If the 22-year-old Canadian man thought his border crossing into Detroit would be routine, he was sorely mistaken.
First the driver was directed into secondary inspection at the Ambassador Bridge entry point, and then interviewed by the U.S. Customs and Border Protection’s “tactical terrorism response team.”
What they found was troubling: an assault rifle and two other guns, plus extremist white-supremacy material on his cellphone, according to a Federal Bureau of Investigation affidavit that came to light recently.
Before sending the traveller identified as “E.G.” back to Canada, the border officers concluded he was part of a cell in the planning stages of an extremist attack.
Indeed, further investigation of the man’s teenage contact in Dublin, Ohio, uncovered a plot to disable chunks of the American electricity grid, the conspirators vowing to die for their cause, the affidavit says.
The group was to be “operational” as soon as this past November, in case Donald Trump lost the U.S. presidential election, according to the document, which was inadvertently unsealed and obtained by The Associated Press last month, before being put under wraps again.
The conspiracy appears to have popped onto law-enforcement radar thanks to that ill-fated border crossing in Michigan.
The affair marks the second time in the last year that Canadians have been accused by U.S. police of associating with far-right terrorists there.
E.G. tried to get into the U.S. in October 2019. Former army reservist Patrik Mathews of Winnipeg crossed the border a few months earlier, allegedly joining up with members of the Base, a white-supremacist group bent on precipitating a race war. Mathews faces numerous charges and has been in custody since his arrest early last year.
It’s unclear whether any charges have been laid in the E.G. episode.
The U.S. Attorney’s office in southern Ohio, which is overseeing the case, could not be reached for comment Thursday, but previously told the National Post it could provide no information about the matter as there were no publicly filed documents.
Asked if Canadian police are looking at E.G., RCMP spokeswoman Robin Percival said the force works closely with its international partners, but does not comment on investigations “by other countries.”
Barbara Perry, an expert on extremism at Ontario Tech University, said the case underscores how violent far-right groups have extended their tentacles into Canada, helped by the Internet.
“It was chilling,” she said of the FBI affidavit. “There are connections between the Canadian and American movements because so much of their activity is online. So those borders mean nothing … It really is a global movement.”
The affidavit, filed last March in U.S. federal court in Wisconsin, supported an application for a search warrant.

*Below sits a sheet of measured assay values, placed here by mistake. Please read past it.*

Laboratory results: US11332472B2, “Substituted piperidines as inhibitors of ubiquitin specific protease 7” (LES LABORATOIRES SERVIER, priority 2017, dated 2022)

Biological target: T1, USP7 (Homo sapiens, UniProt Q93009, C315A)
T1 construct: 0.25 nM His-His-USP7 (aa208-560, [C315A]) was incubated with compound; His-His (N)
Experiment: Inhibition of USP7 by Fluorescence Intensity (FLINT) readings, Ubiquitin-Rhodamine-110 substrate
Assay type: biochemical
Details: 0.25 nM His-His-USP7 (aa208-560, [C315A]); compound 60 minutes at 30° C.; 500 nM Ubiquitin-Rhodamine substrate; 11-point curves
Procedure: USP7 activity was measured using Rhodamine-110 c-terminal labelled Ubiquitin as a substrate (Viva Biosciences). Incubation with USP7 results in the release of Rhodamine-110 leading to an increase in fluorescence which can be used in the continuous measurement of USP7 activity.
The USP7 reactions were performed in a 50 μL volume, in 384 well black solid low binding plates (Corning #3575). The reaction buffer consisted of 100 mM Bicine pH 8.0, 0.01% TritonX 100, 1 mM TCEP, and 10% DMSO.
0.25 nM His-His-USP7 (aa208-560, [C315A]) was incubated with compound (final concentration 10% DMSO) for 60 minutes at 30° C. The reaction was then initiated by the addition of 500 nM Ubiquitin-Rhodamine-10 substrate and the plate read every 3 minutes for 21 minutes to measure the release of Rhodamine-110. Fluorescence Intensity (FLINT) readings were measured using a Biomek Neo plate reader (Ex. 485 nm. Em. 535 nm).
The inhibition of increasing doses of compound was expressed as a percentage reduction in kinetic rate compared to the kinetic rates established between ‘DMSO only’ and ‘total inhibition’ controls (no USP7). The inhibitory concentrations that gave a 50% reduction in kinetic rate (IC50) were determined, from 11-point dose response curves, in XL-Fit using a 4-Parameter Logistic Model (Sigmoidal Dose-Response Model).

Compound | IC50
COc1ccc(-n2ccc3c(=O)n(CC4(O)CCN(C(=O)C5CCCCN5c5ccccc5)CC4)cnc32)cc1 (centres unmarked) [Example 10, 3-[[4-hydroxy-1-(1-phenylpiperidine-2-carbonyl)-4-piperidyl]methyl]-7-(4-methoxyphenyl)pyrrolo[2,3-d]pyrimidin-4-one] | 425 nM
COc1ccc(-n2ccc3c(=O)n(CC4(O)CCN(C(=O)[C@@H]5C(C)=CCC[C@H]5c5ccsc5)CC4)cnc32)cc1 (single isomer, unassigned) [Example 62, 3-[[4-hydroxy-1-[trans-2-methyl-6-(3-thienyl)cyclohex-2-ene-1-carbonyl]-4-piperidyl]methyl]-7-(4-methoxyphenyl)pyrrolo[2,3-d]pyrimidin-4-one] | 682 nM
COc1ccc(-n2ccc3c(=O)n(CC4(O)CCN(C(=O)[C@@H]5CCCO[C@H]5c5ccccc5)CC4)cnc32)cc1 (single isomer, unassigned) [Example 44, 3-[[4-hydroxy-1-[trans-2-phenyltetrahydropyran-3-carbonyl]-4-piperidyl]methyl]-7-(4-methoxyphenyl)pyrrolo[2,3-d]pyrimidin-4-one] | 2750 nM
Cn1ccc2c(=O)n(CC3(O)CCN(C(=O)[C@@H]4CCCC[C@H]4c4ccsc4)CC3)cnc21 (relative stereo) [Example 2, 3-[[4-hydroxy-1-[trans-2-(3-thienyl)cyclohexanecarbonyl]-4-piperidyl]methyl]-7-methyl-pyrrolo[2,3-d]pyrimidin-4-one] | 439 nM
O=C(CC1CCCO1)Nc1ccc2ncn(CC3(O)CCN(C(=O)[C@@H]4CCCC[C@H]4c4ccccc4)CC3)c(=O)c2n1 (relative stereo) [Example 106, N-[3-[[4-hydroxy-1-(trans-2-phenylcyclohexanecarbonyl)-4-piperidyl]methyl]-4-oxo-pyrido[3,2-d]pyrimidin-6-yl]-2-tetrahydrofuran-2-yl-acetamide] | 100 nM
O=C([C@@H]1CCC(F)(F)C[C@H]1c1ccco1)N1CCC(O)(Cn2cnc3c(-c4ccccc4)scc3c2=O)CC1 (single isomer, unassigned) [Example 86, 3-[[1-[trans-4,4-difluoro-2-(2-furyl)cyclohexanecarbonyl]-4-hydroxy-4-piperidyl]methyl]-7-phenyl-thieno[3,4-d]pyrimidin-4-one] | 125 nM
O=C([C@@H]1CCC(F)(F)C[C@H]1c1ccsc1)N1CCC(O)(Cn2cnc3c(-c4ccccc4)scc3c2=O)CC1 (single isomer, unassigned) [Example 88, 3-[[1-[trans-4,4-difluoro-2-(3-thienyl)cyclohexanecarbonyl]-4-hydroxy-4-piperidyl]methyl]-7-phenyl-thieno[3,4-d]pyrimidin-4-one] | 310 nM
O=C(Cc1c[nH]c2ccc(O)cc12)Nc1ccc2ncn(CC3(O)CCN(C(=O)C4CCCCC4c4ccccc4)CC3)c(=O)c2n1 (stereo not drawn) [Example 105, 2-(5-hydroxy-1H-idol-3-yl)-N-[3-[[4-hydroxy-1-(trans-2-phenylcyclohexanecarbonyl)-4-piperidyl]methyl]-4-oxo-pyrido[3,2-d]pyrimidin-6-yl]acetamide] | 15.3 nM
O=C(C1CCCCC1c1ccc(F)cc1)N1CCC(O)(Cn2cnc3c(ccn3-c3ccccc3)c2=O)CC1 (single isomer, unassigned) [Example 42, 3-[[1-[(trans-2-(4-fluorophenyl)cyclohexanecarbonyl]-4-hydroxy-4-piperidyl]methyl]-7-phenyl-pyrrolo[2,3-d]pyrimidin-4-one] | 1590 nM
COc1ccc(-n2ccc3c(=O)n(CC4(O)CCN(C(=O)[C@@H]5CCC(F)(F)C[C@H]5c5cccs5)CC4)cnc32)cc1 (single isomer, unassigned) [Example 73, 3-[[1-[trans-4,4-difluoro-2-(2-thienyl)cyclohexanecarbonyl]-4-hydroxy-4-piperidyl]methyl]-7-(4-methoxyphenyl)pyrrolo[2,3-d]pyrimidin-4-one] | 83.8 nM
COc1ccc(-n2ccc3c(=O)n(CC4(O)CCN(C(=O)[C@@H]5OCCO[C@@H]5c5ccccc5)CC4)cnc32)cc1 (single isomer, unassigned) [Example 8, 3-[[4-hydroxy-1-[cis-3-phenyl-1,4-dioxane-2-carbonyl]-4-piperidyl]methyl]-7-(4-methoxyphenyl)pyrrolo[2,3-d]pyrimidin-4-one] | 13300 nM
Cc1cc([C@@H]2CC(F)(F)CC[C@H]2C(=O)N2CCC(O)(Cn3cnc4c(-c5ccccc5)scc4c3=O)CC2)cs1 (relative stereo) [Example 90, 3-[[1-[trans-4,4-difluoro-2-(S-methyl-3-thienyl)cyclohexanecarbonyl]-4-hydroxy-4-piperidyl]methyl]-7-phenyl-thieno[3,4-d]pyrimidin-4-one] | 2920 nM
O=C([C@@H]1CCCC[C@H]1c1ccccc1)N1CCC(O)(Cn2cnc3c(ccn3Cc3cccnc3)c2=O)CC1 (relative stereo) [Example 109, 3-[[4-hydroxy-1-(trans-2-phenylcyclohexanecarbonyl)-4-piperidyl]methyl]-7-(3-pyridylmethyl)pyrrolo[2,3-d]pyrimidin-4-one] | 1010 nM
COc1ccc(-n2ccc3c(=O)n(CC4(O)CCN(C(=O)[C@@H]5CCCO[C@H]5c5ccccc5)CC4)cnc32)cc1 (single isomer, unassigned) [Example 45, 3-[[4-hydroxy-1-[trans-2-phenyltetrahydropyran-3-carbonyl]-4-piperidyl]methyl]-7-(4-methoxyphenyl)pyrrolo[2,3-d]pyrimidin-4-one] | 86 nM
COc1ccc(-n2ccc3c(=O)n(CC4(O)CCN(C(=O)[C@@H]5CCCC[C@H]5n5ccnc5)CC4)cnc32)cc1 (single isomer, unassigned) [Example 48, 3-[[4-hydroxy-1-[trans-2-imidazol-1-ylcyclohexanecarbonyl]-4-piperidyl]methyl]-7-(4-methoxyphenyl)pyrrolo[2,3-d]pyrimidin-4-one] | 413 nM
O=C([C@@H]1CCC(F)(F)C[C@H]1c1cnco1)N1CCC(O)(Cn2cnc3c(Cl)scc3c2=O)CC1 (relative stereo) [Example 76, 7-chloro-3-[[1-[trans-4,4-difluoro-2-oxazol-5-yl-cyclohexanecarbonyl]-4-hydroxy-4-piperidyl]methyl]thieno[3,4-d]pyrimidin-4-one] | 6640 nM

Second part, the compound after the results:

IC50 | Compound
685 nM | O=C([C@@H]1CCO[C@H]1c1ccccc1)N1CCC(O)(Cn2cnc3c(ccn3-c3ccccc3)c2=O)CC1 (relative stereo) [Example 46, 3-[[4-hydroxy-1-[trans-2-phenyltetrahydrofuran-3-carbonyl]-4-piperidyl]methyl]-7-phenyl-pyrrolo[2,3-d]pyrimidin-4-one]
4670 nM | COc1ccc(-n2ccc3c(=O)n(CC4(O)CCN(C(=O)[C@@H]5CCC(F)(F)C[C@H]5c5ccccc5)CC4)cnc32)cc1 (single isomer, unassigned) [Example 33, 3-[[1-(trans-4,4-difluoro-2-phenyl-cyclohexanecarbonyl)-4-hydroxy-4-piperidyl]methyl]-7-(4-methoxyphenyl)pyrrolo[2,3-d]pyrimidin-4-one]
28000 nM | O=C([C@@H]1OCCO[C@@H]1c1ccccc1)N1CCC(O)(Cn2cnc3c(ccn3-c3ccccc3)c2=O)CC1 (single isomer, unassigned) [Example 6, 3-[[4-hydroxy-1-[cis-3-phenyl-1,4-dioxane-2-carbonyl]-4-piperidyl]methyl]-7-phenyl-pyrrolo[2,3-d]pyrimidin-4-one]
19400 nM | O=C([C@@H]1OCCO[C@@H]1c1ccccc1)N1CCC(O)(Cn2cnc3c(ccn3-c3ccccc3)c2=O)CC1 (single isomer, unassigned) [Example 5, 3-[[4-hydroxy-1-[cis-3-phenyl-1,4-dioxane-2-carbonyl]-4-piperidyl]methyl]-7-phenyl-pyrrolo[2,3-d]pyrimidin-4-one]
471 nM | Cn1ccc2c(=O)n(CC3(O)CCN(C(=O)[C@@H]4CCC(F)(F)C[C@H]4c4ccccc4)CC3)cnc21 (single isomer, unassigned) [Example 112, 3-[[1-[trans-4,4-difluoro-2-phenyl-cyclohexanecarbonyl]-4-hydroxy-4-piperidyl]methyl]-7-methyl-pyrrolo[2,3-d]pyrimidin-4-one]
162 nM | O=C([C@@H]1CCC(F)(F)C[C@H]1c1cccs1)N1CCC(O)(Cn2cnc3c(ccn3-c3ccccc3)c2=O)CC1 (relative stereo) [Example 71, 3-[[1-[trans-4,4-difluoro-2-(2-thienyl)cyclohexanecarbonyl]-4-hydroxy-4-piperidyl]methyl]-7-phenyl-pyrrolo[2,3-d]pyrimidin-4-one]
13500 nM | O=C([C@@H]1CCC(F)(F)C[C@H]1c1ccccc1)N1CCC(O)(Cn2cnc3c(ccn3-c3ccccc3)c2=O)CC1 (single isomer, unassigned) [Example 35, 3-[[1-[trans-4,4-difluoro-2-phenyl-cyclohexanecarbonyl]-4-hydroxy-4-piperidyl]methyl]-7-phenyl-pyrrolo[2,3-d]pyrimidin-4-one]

It says officers at the U.S. border found an AR15 assault rifle, a high-volume shotgun and a pistol in E.G.’s vehicle, though all had U.S. permits. He said he was planning to visit friends Natalia in Tennessee and Chris in Ohio.
On his phone, they found multiple images of Nazi, white power and anti-LGBTQ propaganda, said the affidavit. Some of it appeared to evoke the Atomwaffen Division, a neo-Nazi terrorist organization founded in the southern U.S.
Further investigation indicated that he and Chris, who was just 17, had known each other online for about two months. It appeared to be a recruitment relationship, where the Canadian was trying to “suggest his bonafides” for joining the group, wrote FBI special agent Tiffany Burns. E.G. said at one point he was Italian, but that “they were fascists.”
Chris later told investigators he thought E.G. might be autistic, as he was “so detailed by nature and very focused on rules.”
In a series of texts, the pair discussed taking out student loans to buy a bus and convert it into a motor home. “If we aren’t going to be alive to pay it back, it’s free money,” Chris exclaimed at one point.
When Chris said he didn’t like his Mexican stepmother, the Canadian suggested they “go siege on her,” an apparent reference to the book Siege , in which neo-Nazi author James Mason urges followers to commit acts of violence to destabilize the system, according to the affidavit. The book was discussed by the duo and images of it appeared in their texts.
Meanwhile, a former white supremacist acting as an undercover source for the bureau detailed Chris’s plans with other collaborators.
He wanted to create neo-Nazi cells across the U.S. to commit acts of violence, becoming operational by 2024 in the belief the Democratic party would win the U.S. election that year. But he said the timeline would be accelerated if Trump lost the 2020 race, alleged the affidavit.
In late 2019, Chris began discussing a plan, which he dubbed “Lights Out,” to impose a large-scale power outage by firing rifle rounds into electrical sub-stations.
“Leaving the power off would wake people up to the harsh reality of life by wreaking havoc across the nation,” another member of the group told the source.
The same person predicted their efforts would end violently.
“I can say with absolute certainty that I will die for this effort. I swear it on my life,” the FBI’s source quoted him as saying.
“I can say the same,” echoed Chris, Canadian E.G.’s friend.
Source: National Post